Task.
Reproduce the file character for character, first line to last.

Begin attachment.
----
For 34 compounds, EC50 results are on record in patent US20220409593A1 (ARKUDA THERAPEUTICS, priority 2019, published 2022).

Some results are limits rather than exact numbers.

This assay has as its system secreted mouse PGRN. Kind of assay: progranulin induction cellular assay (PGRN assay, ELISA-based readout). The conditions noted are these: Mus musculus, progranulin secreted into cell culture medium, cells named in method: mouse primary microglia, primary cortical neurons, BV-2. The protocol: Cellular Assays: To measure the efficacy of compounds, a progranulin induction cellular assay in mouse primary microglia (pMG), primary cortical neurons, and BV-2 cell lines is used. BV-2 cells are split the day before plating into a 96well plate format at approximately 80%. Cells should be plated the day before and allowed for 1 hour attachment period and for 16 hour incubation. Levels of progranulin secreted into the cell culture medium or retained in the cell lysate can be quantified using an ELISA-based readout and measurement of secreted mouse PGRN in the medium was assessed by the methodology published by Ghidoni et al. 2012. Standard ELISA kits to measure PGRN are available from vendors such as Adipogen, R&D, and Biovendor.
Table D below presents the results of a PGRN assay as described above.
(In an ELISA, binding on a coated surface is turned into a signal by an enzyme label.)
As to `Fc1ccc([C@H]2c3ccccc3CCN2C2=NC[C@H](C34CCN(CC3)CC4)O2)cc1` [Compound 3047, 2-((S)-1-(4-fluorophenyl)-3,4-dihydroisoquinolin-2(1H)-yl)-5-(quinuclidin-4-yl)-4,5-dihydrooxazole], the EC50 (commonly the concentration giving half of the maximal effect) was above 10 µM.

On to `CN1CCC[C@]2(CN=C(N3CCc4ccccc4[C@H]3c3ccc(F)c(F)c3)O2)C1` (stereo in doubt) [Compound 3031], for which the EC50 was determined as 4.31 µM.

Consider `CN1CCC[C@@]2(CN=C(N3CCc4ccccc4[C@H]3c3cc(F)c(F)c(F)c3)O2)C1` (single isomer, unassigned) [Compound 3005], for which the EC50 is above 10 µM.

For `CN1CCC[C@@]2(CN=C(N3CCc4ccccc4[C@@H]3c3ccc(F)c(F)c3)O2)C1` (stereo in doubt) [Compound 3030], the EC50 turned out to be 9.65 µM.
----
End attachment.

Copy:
For 34 compounds, EC50 results are on record in patent US20220409593A1 (ARKUDA THERAPEUTICS, priority 2019, published 2022).

Some results are limits rather than exact numbers.

This assay has as its system secreted mouse PGRN. Kind of assay: progranulin induction cellular assay (PGRN assay, ELISA-based readout). The conditions noted are these: Mus musculus, progranulin secreted into cell culture medium, cells named in method: mouse primary microglia, primary cortical neurons, BV-2. The protocol: Cellular Assays: To measure the efficacy of compounds, a progranulin induction cellular assay in mouse primary microglia (pMG), primary cortical neurons, and BV-2 cell lines is used. BV-2 cells are split the day before plating into a 96well plate format at approximately 80%. Cells should be plated the day before and allowed for 1 hour attachment period and for 16 hour incubation. Levels of progranulin secreted into the cell culture medium or retained in the cell lysate can be quantified using an ELISA-based readout and measurement of secreted mouse PGRN in the medium was assessed by the methodology published by Ghidoni et al. 2012. Standard ELISA kits to measure PGRN are available from vendors such as Adipogen, R&D, and Biovendor.
Table D below presents the results of a PGRN assay as described above.
(In an ELISA, binding on a coated surface is turned into a signal by an enzyme label.)
As to `Fc1ccc([C@H]2c3ccccc3CCN2C2=NC[C@H](C34CCN(CC3)CC4)O2)cc1` [Compound 3047, 2-((S)-1-(4-fluorophenyl)-3,4-dihydroisoquinolin-2(1H)-yl)-5-(quinuclidin-4-yl)-4,5-dihydrooxazole], the EC50 (commonly the concentration giving half of the maximal effect) was above 10 µM.

On to `CN1CCC[C@]2(CN=C(N3CCc4ccccc4[C@H]3c3ccc(F)c(F)c3)O2)C1` (stereo in doubt) [Compound 3031], for which the EC50 was determined as 4.31 µM.

Consider `CN1CCC[C@@]2(CN=C(N3CCc4ccccc4[C@H]3c3cc(F)c(F)c(F)c3)O2)C1` (single isomer, unassigned) [Compound 3005], for which the EC50 is above 10 µM.

For `CN1CCC[C@@]2(CN=C(N3CCc4ccccc4[C@@H]3c3ccc(F)c(F)c3)O2)C1` (stereo in doubt) [Compound 3030], the EC50 turned out to be 9.65 µM.